Handling ALL PRIVILEGES privilege in SOLE

By assigning specific privileges to roles within SOLE, you control who can access and perform operations on objects in Snowflake. However, it's important to note that managing the ALL PRIVILEGES privilege in SOLE varies from its handling in Snowflake. When you grant ALL PRIVILEGES to a role on a Snowflake object, such as a database, function, masking policy, etc., SOLE does not grant the supported privileges for the specified object all at once as it is the case in Snowflake.

SOLE converts ALL PRIVILEGES into individual privilege grants before resolving them in Snowflake. This approach enhances effective management of revokes and tracking of granted privileges to roles. The privilege conversion before execution means that the privileges applied by Snowflake and those applied by SOLE may differ depending on the privileges known to SOLE at the time through the configuration files.

SOLE grant management

SOLE grant management provides a complete alternative to the Terraform Snowflake Provider for inspecting, comparing, and executing operations. SOLE grant management is enabled by default, and it:

  • Inspects the existing grants that are part of the organization's Snowflake infrastructure during SOLE's PLAN lifecycle action.
  • Compares the grants defined in the configuration file with what's in Snowflake and determines what privilege and role grants must be added or revoked. Because this inspection is a run-time inspection, unlike the Terraform provider, no local state is required.

However, if you want to deactivate SOLE grant management and revert to using the Terraform provider to manage all object grants, set the variable DONT_USE_SOLE_GRANT_MANAGEMENT to any value. This is evaluated as true and results in Terraform provider managing object grants.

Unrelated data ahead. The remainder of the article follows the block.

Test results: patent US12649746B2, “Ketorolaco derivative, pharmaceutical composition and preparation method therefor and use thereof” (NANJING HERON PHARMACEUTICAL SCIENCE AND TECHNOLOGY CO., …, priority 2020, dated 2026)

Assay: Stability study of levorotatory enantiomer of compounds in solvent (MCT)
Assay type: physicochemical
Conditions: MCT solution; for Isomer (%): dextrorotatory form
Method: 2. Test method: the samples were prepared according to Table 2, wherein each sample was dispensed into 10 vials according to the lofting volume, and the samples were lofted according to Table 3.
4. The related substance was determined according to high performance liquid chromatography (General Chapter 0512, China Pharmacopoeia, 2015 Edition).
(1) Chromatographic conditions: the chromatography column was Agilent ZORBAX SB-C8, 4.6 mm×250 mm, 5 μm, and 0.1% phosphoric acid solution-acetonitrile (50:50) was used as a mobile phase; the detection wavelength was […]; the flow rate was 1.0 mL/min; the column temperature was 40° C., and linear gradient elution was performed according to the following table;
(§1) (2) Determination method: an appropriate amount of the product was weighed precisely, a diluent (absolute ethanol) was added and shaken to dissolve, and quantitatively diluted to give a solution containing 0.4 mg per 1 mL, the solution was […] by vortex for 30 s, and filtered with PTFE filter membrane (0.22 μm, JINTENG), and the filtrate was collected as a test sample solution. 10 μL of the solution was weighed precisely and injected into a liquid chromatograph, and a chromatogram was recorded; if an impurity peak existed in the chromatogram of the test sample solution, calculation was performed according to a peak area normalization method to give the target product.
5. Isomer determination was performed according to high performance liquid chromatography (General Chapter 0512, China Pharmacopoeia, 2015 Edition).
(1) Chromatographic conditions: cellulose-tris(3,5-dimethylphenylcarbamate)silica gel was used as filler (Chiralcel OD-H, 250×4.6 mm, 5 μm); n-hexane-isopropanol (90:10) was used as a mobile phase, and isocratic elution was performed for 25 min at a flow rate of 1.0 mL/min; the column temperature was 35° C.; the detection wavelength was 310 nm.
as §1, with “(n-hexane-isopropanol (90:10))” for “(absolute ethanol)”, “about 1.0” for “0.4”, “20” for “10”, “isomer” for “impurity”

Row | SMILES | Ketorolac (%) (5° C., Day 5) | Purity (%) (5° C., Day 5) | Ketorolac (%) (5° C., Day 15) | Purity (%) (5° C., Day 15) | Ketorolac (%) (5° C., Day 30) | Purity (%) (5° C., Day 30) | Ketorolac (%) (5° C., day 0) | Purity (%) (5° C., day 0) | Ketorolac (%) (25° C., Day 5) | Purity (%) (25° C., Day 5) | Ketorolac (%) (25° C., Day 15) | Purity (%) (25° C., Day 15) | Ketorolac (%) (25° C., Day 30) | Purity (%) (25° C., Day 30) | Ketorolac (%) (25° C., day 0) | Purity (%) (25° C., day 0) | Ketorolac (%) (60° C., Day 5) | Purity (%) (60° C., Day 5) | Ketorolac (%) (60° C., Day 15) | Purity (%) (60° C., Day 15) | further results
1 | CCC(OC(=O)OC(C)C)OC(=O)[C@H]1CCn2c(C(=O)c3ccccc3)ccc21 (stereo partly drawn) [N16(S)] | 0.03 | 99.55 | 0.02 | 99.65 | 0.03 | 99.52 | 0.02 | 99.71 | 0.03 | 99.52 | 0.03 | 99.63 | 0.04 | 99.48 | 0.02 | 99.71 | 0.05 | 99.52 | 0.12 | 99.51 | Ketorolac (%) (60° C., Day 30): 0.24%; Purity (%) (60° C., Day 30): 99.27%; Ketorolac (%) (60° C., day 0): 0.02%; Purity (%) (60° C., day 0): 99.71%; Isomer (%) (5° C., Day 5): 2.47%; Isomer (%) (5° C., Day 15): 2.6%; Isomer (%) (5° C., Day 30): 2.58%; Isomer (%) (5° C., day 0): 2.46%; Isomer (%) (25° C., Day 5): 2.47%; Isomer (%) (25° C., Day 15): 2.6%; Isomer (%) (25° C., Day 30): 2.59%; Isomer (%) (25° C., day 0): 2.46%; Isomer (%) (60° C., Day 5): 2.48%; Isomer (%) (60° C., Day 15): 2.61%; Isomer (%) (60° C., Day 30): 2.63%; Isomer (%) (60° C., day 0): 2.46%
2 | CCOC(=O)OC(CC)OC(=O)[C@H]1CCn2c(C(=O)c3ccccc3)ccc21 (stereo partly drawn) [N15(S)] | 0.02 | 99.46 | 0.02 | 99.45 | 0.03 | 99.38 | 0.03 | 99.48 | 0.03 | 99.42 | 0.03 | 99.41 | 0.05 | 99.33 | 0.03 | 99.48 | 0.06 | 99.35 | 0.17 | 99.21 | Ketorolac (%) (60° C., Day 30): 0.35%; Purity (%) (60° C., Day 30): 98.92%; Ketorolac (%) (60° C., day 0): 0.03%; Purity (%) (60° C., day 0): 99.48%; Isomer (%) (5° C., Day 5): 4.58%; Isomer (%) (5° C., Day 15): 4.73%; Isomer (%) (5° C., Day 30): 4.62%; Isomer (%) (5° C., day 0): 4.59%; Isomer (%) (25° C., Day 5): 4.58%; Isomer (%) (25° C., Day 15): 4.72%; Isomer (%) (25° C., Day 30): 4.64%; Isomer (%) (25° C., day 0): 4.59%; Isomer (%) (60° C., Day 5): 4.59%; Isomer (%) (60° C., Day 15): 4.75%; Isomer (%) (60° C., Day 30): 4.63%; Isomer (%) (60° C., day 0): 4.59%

The following two sections only apply if DONT_USE_SOLE_GRANT_MANAGEMENT is either:

  • Not set - this variable is not set by default, which indicates SOLE grant management is enabled
  • Set to 0 - evaluated as false, which indicates SOLE grant management is enabled


SOLE grant management requires a Snowflake warehouse to perform object inspection. This warehouse must be assigned to the user used to connect to Snowflake and can either be specified in the variable DATAOPS_SOLE_WAREHOUSE or can be saved in the DataOps Vault path SNOWFLAKE.SOLE.WAREHOUSE.

If no warehouse is defined, SOLE grant management assumes a default warehouse is set for the user. You can run the following query in Snowflake to set a default warehouse for the user:


Limiting the roles and users operated on

By default, SOLE grant management applies and revokes privileges on all environment (DEV, QA, and PROD) roles as per the YAML configuration. Apart from this functionality, it can also revoke all privileges.

For some use cases, you might want to limit SOLE Grant Management's scope to a well-known set of roles and users. These roles and users can be defined using the top-level keys specified_roles and specified_users, respectively. If present in the configuration, SOLE Grant Management only manages the roles and users that match the specified values. Privileges for roles and users that do not match the patterns will not be altered. In other words, they are expressly not revoked but also not granted to an object.


You can use the roles, user names, or regular expressions in the specified_roles and specified_users keys.

For instance:



With the above configuration, SOLE grant management will only grant or revoke privileges if the role is either DATAOPS_ADMIN or matches the DATAOPS_* regex value. Similarly, a role is only granted or revoked if the role is either DATAOPS_ADMIN or matches regex DATAOPS_*, or the user is either SOLEADMIN or matches regex DATAOPS_*.